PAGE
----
Several areas of uncertainty have marked the subject of vancomycin heteroresistance since it was first described. First, no standardized definition exists, and investigators have defined it by using a variety of criteria (6,8,11,16,29,30). Second, the clinical significance of heteroresistance remains unclear. Although existing evidence supports the hypothesis that heteroresistant isolates have a greater likelihood of developing homogeneous intermediate resistance than do susceptible strains (6), and other data suggest an association between isolation of VISA and an adverse outcome (7), few studies have examined whether specific risk factors exist for infection with hetero-VISA, and whether such infection is associated with adverse out comes. Those studies that have examined risk factors have had small sample sizes (10), inadequate generalizability (8), or a method of control selection that did not allow for direct comparison between patients with hetero-VISA and those infected with S. aureus isolates that were homogeneously susceptible to vancomycin (13). No study before ours has explored the clinical implications of varying degrees of vancomycin susceptibility in MRSA isolates that do not qualify as hetero-VISA.

This study addresses the prevalence of vancomycin heteroresistance among bloodstream MRSA isolates at two large, urban teaching hospitals and explores clinical correlates of bacteremia with isolates exhibiting heterogeneously reduced vancomycin susceptibility, as defined by growth on vancomycin screening agar (vancomycin 4 mg/L). We chose a screening method to encompass as broad an array of potentially heteroresistant isolates as possible. By subjecting subclones to agar dilution, however, we were deliberately conservative, in order to determine whether our isolates fulfilled Hiramatsu's criteria for vancomycin heteroresistance in as unambiguous a manner as possible (6). Although none of our isolates were characterized as hetero-VISA under these strict criteria, over 40% had subpopulations capable of growth on our vancomycin-containing screening media. Such findings are plausible because S. aureus strains are known to differ in their propensity to develop reduced susceptibility to vancomycin (31). It is possible that some or all of the isolates from our cases are potential precursors of truly heteroresistant isolates (hetero-VISA), which may in turn be forerunners of VISA (7,18,32).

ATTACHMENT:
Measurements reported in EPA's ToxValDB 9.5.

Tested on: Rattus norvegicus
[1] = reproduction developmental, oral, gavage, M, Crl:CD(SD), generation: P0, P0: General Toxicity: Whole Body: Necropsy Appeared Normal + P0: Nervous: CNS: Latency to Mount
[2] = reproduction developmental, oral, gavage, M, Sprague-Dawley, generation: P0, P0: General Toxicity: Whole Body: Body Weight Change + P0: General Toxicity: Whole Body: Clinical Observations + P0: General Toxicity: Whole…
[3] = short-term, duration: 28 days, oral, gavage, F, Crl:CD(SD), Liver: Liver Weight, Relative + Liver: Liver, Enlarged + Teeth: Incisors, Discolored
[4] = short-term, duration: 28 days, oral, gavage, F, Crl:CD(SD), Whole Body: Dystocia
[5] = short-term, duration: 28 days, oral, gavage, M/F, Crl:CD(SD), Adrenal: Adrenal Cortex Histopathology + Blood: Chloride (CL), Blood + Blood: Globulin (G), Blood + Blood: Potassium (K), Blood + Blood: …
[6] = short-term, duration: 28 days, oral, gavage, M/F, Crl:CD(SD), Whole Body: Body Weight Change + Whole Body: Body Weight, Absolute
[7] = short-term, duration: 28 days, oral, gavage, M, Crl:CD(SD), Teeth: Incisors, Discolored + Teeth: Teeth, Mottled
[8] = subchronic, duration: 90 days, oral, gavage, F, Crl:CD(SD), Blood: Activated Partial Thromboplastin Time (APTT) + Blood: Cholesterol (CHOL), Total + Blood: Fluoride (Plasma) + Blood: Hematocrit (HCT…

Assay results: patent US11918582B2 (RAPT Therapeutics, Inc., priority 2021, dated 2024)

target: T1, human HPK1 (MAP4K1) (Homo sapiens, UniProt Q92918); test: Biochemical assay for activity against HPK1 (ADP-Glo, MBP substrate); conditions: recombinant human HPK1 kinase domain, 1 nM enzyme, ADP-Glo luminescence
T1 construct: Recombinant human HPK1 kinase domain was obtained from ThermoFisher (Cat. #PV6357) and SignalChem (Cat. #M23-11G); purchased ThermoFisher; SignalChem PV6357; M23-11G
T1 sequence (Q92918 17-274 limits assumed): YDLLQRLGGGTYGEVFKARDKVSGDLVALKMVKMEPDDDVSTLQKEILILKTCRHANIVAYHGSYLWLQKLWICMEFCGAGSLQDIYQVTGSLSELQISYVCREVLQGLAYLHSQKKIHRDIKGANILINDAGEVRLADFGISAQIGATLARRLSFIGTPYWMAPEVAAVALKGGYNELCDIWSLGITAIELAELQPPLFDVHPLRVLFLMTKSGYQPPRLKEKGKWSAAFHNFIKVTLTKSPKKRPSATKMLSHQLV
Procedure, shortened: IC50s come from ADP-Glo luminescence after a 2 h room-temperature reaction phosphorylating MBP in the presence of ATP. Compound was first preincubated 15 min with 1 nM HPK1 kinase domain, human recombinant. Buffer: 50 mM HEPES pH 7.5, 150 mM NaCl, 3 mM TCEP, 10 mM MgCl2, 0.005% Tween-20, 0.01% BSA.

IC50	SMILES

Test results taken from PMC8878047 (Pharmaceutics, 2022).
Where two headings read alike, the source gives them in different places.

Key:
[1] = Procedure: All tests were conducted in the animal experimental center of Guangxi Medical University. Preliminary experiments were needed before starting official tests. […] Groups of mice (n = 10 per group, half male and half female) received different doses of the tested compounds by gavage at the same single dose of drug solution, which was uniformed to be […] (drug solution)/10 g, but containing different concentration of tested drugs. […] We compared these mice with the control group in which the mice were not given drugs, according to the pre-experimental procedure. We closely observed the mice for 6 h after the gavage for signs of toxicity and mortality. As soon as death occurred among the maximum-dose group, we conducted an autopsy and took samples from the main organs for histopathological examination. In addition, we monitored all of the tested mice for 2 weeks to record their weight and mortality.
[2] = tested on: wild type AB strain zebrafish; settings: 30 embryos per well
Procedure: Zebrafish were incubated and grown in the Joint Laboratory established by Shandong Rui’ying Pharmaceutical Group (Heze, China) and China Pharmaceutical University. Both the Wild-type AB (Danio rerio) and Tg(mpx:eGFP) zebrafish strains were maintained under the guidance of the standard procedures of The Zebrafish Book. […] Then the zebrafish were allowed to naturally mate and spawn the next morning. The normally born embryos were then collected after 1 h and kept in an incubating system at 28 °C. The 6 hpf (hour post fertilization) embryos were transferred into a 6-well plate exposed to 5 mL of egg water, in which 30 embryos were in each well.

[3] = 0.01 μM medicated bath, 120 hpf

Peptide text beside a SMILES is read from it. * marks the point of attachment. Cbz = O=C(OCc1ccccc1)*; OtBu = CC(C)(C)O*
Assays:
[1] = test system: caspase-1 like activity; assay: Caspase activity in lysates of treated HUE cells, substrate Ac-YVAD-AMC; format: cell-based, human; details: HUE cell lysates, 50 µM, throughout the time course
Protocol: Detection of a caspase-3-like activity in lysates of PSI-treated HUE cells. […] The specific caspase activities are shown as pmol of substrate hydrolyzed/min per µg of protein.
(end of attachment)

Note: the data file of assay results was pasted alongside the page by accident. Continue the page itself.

Howe et al. have criticized the method of screening for vancomycin heteroresistance in the presence of the antibiotic, followed by MIC testing of subclones, as being poorly reproducible and potentially selecting for, rather than simply detecting, resistant mutants (29). Regarding reproducibility, we repeated screening for 12 clinical isolates (6 with initially positive results, and 6 with negative results) at different times, using freshly made media each time. Ten (83%) of these had concordant results for the two tests (growth within 48 h on screening media with or without NaCl was the criterion for a positive result). Regarding the possibility of selection, even if this method does select for subclones that grow on screening media, its ability to do so may represent detection of a strain-specific phenomenon that could be of clinical importance if it occurs in vivo during vancomycin therapy.

Having identified the positive screening phenotype among our isolates, we sought to uncover clinical predictors of bacteremia with isolates exhibiting this phenotype, as well as to determine whether such bacteremia was associated with adverse outcomes. Our results were negative on both counts. The results were rendered more robust by remaining essentially unchanged even as we varied the definition of a positive screening result and performed an institution-based subgroup analysis. More stringent definitions of positivity other than those we explored (for example, a requirement of growth on non-salt-containing media), may have led us to undiscovered clinical differences between case-patients and controls.

These negative results can be interpreted in a number of ways. First, our study may have lacked statistical power to detect small differences between the groups in predictors and outcomes. Given the degree to which most of the p values deviate from statistical significance, however, analysis of a substantially larger cohort would be required to disprove such a claim. Moreover, our isolate cohort was highly clonal, as a single type accounted for 69% of isolates and the two most prominent types accounted for 84%. This degree of clonality among pathogenic isolates of MRSA may bias any attempted comparison of clinical features among the bacteremic patients (33).